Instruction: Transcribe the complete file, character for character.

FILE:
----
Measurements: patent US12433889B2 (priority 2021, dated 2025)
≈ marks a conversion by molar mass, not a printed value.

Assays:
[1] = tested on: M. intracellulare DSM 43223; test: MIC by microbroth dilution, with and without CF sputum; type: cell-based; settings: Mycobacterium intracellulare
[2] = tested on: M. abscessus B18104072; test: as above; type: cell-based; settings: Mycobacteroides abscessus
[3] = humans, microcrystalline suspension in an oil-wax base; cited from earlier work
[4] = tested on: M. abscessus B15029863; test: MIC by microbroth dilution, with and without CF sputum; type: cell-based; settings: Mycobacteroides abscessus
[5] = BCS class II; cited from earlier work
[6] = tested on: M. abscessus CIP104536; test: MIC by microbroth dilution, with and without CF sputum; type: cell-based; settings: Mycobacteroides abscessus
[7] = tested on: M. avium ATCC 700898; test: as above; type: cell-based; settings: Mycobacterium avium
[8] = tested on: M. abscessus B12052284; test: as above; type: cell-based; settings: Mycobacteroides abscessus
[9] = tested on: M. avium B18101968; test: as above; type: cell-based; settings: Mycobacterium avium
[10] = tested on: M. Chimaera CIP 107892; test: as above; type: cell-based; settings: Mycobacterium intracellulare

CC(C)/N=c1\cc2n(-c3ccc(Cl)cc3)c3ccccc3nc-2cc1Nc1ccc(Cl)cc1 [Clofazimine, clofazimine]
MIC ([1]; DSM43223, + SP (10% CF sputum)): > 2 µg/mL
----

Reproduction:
Measurements: patent US12433889B2 (priority 2021, dated 2025)
≈ marks a conversion by molar mass, not a printed value.

Assays:
[1] = tested on: M. intracellulare DSM 43223; test: MIC by microbroth dilution, with and without CF sputum; type: cell-based; settings: Mycobacterium intracellulare
[2] = tested on: M. abscessus B18104072; test: as above; type: cell-based; settings: Mycobacteroides abscessus
[3] = humans, microcrystalline suspension in an oil-wax base; cited from earlier work
[4] = tested on: M. abscessus B15029863; test: MIC by microbroth dilution, with and without CF sputum; type: cell-based; settings: Mycobacteroides abscessus
[5] = BCS class II; cited from earlier work
[6] = tested on: M. abscessus CIP104536; test: MIC by microbroth dilution, with and without CF sputum; type: cell-based; settings: Mycobacteroides abscessus
[7] = tested on: M. avium ATCC 700898; test: as above; type: cell-based; settings: Mycobacterium avium
[8] = tested on: M. abscessus B12052284; test: as above; type: cell-based; settings: Mycobacteroides abscessus
[9] = tested on: M. avium B18101968; test: as above; type: cell-based; settings: Mycobacterium avium
[10] = tested on: M. Chimaera CIP 107892; test: as above; type: cell-based; settings: Mycobacterium intracellulare

CC(C)/N=c1\cc2n(-c3ccc(Cl)cc3)c3ccccc3nc-2cc1Nc1ccc(Cl)cc1 [Clofazimine, clofazimine]
MIC ([1]; DSM43223, + SP (10% CF sputum)): > 2 µg/mL